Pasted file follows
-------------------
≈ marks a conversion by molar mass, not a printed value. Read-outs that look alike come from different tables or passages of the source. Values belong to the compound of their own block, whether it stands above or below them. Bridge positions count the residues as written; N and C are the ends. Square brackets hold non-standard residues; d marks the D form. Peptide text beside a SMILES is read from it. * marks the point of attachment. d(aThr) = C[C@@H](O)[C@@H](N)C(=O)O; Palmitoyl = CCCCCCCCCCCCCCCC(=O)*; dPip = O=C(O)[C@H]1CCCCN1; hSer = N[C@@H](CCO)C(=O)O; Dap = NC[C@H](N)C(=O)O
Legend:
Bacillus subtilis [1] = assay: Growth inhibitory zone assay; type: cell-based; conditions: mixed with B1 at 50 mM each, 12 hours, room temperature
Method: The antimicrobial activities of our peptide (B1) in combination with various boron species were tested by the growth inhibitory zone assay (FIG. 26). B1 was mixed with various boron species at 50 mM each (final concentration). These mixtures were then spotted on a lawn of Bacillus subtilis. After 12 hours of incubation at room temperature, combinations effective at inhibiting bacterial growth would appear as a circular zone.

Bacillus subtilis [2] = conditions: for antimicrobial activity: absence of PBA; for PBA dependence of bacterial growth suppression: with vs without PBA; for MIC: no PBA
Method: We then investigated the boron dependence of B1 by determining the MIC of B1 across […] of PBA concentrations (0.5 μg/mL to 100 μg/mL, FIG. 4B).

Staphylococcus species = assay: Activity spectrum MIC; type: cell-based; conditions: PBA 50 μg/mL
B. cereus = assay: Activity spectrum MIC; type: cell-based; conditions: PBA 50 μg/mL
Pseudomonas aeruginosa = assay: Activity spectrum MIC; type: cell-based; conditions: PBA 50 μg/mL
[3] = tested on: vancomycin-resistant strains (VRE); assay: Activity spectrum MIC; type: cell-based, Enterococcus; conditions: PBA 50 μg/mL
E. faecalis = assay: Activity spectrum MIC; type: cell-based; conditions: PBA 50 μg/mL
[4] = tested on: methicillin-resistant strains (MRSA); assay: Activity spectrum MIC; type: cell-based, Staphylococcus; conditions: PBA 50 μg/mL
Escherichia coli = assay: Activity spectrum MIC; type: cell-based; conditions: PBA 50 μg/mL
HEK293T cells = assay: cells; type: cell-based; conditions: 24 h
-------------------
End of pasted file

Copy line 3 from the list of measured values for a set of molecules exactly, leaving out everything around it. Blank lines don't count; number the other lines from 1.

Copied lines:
Bacillus subtilis [1] = assay: Growth inhibitory zone assay; type: cell-based; conditions: mixed with B1 at 50 mM each, 12 hours, room temperature